Join Cris Ippolite for an in-depth discussion in this video Determining which tables need keys, part of FileMaker Pro: Relational Database Design.
- We've discussed the concept of keys,…both primary and foreign,…and how they're critical…to building relationships in your database.…The next step is understanding which of your tables…will need these key fields defined.…Let's take a look at the ERD…that we've been talking about so far in this title…and determine what types of keys we'll need.…In review, we have five tables,…each with the relationships already defined.…The primary key decisions are easy.…Every table acting as a parent…needs a primary key.…Let's look at which tables are acting as parents.…
So, here we can see that…Companies are the parent to Contacts.…Contacts are the parent to Orders.…Orders are the parents to Order/Products…and Products are also acting…as the parents to Order/Products.…Therefore, all these need primary key fields.…Now, how do we determine which tables…will require a foreign key field?…Well, an easy rule to follow here…is that every child table needs a foreign key.…If you notice, you can identify the child tables easily…because they all have a double hash touching them.…
The course applies to versions of FileMaker Pro from 7 through the most current version.
- Reviewing relationships types
- Diagramming relationships
- Resolving many-to-many relationships
- Determining which tables need key fields
- Defining tables in FileMaker Pro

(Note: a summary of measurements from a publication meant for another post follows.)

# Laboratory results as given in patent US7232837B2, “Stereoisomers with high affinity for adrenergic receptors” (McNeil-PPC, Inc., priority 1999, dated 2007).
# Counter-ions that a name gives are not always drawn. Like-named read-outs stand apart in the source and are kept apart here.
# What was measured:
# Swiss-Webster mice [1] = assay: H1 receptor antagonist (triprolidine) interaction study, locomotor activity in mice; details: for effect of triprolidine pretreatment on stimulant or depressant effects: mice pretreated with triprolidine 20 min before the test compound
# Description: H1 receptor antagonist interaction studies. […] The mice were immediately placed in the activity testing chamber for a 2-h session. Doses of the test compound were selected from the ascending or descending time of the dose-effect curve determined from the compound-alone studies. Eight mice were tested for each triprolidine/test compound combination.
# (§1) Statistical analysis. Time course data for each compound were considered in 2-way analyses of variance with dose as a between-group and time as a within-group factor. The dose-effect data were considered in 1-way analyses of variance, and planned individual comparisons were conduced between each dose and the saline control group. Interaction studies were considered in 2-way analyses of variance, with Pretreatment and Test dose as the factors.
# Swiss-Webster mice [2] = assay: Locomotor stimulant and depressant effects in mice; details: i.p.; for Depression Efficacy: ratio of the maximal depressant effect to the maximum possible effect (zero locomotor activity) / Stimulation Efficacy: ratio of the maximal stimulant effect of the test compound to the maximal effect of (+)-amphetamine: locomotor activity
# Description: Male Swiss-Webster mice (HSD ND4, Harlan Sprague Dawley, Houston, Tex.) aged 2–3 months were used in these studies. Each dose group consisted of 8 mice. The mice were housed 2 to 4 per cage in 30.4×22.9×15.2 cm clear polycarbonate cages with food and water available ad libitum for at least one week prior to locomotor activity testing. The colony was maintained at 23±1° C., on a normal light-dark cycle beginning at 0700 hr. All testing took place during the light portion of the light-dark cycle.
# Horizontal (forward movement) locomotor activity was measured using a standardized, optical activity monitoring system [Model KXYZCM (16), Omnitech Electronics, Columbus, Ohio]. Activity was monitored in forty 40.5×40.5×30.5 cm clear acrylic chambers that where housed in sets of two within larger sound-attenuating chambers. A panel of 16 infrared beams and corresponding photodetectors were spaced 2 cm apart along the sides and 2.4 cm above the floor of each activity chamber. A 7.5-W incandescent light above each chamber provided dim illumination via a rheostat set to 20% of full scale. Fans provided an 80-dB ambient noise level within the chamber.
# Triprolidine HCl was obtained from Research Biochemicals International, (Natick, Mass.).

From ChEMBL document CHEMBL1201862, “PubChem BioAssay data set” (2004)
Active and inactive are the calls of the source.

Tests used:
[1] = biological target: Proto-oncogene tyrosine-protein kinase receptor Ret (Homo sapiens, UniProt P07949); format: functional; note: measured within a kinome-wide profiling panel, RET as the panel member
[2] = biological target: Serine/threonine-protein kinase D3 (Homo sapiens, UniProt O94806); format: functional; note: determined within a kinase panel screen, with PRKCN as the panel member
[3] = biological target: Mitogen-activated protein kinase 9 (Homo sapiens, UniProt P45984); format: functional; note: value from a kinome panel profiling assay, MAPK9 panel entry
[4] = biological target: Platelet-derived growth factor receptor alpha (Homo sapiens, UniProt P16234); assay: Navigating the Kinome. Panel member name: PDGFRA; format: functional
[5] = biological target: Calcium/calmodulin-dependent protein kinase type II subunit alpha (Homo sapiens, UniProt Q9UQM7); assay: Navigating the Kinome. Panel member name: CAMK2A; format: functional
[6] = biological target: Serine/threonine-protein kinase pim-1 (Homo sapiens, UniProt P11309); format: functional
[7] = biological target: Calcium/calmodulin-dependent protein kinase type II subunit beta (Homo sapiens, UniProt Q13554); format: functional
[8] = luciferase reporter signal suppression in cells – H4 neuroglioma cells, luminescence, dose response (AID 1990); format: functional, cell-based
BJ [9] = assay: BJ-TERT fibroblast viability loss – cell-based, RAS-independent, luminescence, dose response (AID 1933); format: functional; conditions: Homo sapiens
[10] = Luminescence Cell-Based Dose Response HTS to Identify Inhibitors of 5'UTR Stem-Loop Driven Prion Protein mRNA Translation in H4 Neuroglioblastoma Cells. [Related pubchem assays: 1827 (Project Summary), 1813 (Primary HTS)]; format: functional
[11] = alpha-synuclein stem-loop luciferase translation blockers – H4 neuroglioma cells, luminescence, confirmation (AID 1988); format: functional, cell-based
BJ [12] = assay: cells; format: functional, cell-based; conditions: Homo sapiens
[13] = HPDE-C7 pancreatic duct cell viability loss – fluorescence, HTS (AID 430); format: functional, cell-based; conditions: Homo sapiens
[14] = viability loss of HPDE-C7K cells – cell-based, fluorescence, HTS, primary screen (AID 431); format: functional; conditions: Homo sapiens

- Using the Relationship Graph
- Using multiple match fields in one relationship
- Using global fields to filter portals
- Creating self relationships
- Creating aggregate functions using relationships
Skill Level Intermediate
Q: The exercise files for this course do not work on a Mac. It downloads executable files. Can you provide a workaround?
A: The files provided for this course were made pre-FileMaker Pro 12. The system does not recognize the .fp7 files immediately as something that can be opened with FileMaker Pro 12 and instead shows them as Unix Executable Files.
The solution is quite simple. Just double-click the file, at which point the Mac will prompt you to choose an application to open the
file with. Select FileMaker Pro 12 and it will then convert the file from a .fp7 file into the new FileMaker Pro 12 file format, which is .fmp12.
Q: This course was updated on 5/12/2015. What changed?
A: We moved a video from the "Using Relationships" chapter of FileMaker Pro 13 Essential Training into this course, where it will remain evergreen.